Hinei heiveisi es reishis pri ha’adamah asher nasata li Hashem. V’hinachto lifnei Hashem Elokecha v’hishtachavisa lifnei Hashem Elokecha (Devarim 26:10)
A farmer is required to bring bikurim, the first ripened fruits of the seven species for which the Land of Israel is praised, to the Temple in Yerushalayim, where he presents them to a Kohen as an expression of hakaras hatov — gratitude to Hashem for giving him a successful harvest.
The Midrash Tanchuma teaches that Moshe prophetically saw that the Beis Hamikdash would one day be destroyed, and it would no longer be possible to perform the mitzvah of bringing bikurim there. As a partial substitute for this mitzvah, Moshe enacted that the Jewish people should instead pray three times daily. This Midrash is difficult to understand. What is the connection between bikurim and prayer, two mitzvos that at first glance appear to be completely unrelated?
In his sefer Minchas Asher, Harav Asher Weiss points out that the concept of prostrating oneself appears several times in the Torah. When Yaakov encountered Esav in Parashas Vayishlach, Yaakov, his wives and his children attempted to pacify the irate Esav by bowing down to him in a display of submission (Bereishis 33:1–7), just as somebody who meets the king or queen in many cultures is required to bow down as an acknowledgment of their power and dominion.
The Torah also records (Bereishis 24:52) that when Eliezer succeeded in finding Rivkah as a wife for Yitzchak, he prostrated himself on the ground to Hashem. Similarly, when the Jewish people in Egypt heard from Moshe and Aharon that they would soon be redeemed from their bitter enslavement, they bowed down and prostrated themselves (Shemos 4:31). In these two cases, the bowing was not an expression of subservience, but rather of appreciation to Hashem.
Rav Weiss notes that in Shemoneh Esrei, there are two blessings in which we are required to bow: the first blessing of “Magen Avraham,” and the penultimate blessing known as “Modim.” Our bowing in these two blessings represents the two different types of prostration. As we begin to address Hashem in the first blessing, we immediately bow as a sign of submission. Toward the end of our prayers, we bow again in the blessing of “Modim” as an expression of thanksgiving for all of the good that Hashem continuously does for us.
Applying this dichotomy to the mitzvah of bikurim, when the Torah commands the farmer to bring his first-fruits to the Temple and prostrate himself, to which type of bowing is it referring — submissiveness or gratitude? Tosafos (Sukkah 47b) writes that while the Kohen waved the bikurim, the farmer bowed down as a part of the ceremony. Since showing hakaras hatov is one of the central themes of the mitzvah of bikurim (Chinuch 606), this bowing down is an expression of appreciation.
However, the Vilna Gaon disagrees and writes in Aderes Eliyahu that the farmer’s prostration is not an integral component of the bikurim ceremony, but rather it is due to a separate law which requires a person to bow down before leaving the Beis Hamikdash and departing from the presence of the Shechinah. According to this explanation, the bowing down is a demonstration of subservience.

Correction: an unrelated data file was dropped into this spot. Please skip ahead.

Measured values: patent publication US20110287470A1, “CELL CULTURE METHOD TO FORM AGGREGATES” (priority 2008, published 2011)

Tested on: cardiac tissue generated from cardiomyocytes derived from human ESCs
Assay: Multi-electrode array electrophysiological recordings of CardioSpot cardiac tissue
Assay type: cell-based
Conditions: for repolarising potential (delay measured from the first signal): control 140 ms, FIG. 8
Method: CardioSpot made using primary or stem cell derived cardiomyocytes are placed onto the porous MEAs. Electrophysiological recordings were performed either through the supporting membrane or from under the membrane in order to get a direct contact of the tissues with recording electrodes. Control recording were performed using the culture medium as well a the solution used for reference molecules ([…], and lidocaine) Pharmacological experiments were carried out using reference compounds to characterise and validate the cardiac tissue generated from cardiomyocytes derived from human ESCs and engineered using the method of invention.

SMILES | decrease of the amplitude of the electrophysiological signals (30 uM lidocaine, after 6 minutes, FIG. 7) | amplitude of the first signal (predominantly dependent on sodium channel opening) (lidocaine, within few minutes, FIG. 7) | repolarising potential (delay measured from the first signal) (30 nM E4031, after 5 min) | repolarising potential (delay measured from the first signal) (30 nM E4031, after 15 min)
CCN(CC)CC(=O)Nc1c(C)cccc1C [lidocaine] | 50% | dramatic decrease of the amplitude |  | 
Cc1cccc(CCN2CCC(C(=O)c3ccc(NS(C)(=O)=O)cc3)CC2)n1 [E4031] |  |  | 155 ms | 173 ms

The Gemara teaches (Eiruvin 13b) that whenever there are legitimate disputing opinions, both are considered valid expressions of Hashem’s Will. Accordingly, the farmer’s prostration when performing the mitzvah of bringing bikurim to the Temple contains within it aspects of both submission and thanksgiving to Hashem.
With this introduction, Rav Weiss explains that the Midrash teaches that when Moshe prophetically saw that the ability to perform the mitzvah of bikurim would be lost when the Beis Hamikdash was destroyed, he was disturbed that we would no longer be able to bow down to Hashem to express our submission and gratitude to Him. Therefore, Moshe enacted that we should instead use the medium of praying Shemoneh Esrei thrice daily as a replacement, since it also offers us the opportunity to bow at the beginning to humbly acknowledge Hashem as our King, and to bow near the end to show our thanks for all that He does for us constantly.
Q: Each of the curses which were to be read at Mount Gerizim and Mount Eival is written in the present tense except for the curse (27:15) against one who will make a graven image, which is written in the future tense. Why is this curse different?
A: Harav Noach Mindes and the Toras Chaim cite the Gemara in Kiddushin (40a), which teaches that Hashem is not metzaref a machshavah l’maaseh. In other words, when a Jew has a thought about sinning, Hashem doesn’t consider it as if he has already done the sin until he actually does it. However, the Gemara adds that if his thoughts involve the sin of idolatry, he is punished for the thoughts as if he had already acted upon them. Therefore, all of the curses are written in the present tense because a person isn’t punished for sinning until he actually does so. However, the curse which discusses making a graven image, which is a form of idolatry, is written in the future tense to teach that somebody will receive this curse merely for thinking about making an idol in the future, even though he has yet to commit the actual sin.
Originally from Kansas City, Rabbi Ozer Alport graduated from Harvard, learned in Mir Yerushalayim for five years, and now lives in Brooklyn, where he learns in Yeshivas Beis Yosef, is the author of the recently-published sefer Parsha Potpourri, and gives weekly shiurim. To send comments to the author or to receive his Divrei Torah weekly, please email oalport@Hamodia.com.